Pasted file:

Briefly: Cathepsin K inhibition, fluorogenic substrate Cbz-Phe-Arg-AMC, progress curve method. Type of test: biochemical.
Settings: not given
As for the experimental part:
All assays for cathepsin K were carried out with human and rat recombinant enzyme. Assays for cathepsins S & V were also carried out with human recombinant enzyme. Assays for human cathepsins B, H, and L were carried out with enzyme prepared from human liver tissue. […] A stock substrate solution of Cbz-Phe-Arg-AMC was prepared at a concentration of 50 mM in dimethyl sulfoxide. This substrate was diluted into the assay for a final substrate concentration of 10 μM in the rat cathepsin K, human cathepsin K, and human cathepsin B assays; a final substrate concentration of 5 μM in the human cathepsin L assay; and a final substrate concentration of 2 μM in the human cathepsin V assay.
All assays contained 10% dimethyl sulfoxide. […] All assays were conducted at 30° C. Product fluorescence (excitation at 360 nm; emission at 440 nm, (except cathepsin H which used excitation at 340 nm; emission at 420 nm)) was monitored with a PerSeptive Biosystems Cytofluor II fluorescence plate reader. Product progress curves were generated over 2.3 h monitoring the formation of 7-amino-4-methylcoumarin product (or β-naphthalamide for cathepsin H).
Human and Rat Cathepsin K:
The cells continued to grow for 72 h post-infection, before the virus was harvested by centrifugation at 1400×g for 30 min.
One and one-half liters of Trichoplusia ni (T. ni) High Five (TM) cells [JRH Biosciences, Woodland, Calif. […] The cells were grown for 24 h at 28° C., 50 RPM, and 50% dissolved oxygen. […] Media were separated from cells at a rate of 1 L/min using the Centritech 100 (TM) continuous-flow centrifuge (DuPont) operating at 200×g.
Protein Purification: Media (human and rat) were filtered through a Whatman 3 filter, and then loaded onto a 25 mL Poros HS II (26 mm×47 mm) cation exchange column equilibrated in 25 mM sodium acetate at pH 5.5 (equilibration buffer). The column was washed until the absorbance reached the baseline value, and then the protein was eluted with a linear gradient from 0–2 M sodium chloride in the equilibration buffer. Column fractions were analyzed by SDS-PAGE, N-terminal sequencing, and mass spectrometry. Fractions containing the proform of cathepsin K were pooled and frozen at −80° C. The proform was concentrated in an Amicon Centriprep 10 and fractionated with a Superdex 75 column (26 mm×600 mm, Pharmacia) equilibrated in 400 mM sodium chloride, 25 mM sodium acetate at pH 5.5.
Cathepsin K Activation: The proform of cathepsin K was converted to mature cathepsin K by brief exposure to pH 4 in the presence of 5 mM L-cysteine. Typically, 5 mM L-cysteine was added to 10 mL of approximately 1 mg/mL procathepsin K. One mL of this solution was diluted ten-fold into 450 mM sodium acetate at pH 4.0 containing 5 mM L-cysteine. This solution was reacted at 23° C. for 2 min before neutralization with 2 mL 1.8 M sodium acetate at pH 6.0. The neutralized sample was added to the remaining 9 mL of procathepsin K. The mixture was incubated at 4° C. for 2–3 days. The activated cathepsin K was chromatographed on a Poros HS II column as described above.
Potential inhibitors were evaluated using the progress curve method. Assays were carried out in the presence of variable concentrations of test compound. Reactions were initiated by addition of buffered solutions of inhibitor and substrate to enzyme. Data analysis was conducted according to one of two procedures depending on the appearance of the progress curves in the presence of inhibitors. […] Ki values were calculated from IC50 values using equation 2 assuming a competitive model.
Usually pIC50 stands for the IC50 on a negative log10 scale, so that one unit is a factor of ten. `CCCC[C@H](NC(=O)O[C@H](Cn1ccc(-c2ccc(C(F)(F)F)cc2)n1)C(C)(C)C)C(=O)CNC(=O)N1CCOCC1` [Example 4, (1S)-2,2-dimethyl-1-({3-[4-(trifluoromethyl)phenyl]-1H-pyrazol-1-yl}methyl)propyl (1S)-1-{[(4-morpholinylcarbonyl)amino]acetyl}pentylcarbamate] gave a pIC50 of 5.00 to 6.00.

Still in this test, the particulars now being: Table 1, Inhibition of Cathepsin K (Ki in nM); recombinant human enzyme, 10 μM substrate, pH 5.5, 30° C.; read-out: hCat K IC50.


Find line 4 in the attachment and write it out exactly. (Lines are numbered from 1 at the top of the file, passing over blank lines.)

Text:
All assays for cathepsin K were carried out with human and rat recombinant enzyme. Assays for cathepsins S & V were also carried out with human recombinant enzyme. Assays for human cathepsins B, H, and L were carried out with enzyme prepared from human liver tissue. […] A stock substrate solution of Cbz-Phe-Arg-AMC was prepared at a concentration of 50 mM in dimethyl sulfoxide. This substrate was diluted into the assay for a final substrate concentration of 10 μM in the rat cathepsin K, human cathepsin K, and human cathepsin B assays; a final substrate concentration of 5 μM in the human cathepsin L assay; and a final substrate concentration of 2 μM in the human cathepsin V assay.